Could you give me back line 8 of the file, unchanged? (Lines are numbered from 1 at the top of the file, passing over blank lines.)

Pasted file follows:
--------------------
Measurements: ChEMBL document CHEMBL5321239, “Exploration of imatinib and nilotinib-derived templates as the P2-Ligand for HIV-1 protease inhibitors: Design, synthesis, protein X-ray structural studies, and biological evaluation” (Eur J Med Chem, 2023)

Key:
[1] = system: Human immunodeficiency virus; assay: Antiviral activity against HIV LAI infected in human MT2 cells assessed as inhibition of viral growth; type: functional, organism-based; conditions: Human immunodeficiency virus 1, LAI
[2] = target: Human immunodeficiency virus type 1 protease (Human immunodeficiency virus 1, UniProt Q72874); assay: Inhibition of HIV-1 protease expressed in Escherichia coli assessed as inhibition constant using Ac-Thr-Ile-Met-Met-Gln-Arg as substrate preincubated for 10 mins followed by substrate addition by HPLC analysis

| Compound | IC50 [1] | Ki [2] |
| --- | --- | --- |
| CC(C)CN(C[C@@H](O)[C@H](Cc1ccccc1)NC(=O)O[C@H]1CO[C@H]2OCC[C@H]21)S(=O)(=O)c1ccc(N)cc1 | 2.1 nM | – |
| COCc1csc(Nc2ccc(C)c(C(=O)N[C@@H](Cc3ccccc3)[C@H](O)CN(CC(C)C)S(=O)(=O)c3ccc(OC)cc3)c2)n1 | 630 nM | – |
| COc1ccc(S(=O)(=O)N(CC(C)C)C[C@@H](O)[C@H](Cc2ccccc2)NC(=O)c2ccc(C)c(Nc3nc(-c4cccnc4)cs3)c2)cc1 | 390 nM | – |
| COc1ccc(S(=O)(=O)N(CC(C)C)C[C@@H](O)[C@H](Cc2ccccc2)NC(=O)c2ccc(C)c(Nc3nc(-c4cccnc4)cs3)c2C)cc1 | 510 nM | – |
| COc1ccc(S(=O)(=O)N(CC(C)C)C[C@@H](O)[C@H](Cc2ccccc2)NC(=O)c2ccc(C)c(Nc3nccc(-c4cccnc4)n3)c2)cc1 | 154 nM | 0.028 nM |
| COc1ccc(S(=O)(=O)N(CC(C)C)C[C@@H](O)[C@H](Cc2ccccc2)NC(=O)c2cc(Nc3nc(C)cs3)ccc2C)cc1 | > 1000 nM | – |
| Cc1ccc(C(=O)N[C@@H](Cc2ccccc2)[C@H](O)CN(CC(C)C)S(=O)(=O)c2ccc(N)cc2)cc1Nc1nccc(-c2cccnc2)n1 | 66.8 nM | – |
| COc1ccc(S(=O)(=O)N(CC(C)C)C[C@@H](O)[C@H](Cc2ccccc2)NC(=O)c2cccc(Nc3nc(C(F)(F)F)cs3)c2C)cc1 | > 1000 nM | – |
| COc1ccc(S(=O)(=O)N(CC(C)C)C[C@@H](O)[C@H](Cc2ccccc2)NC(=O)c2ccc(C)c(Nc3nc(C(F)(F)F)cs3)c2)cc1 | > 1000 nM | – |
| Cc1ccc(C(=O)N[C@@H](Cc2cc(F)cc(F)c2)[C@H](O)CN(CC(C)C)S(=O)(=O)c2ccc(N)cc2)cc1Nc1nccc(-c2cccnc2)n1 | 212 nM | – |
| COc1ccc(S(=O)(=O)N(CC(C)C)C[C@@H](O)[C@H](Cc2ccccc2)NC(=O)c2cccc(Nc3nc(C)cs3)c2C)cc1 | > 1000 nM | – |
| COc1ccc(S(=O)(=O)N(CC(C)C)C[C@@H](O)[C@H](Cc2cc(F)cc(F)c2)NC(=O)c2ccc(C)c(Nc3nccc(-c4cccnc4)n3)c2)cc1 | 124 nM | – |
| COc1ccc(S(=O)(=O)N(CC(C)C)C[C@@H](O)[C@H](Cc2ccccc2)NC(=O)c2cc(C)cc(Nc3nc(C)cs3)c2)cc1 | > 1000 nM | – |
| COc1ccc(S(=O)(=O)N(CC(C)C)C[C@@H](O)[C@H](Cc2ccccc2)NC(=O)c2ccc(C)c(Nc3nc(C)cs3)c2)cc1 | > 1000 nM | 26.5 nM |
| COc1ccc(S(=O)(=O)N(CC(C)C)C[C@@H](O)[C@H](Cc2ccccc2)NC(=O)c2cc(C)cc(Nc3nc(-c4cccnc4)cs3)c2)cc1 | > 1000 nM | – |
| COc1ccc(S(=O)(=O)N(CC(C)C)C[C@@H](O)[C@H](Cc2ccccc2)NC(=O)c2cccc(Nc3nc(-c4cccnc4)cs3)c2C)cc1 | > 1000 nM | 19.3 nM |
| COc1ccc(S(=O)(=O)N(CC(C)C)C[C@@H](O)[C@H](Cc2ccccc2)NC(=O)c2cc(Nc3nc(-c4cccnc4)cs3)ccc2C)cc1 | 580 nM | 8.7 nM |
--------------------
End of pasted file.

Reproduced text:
| COCc1csc(Nc2ccc(C)c(C(=O)N[C@@H](Cc3ccccc3)[C@H](O)CN(CC(C)C)S(=O)(=O)c3ccc(OC)cc3)c2)n1 | 630 nM | – |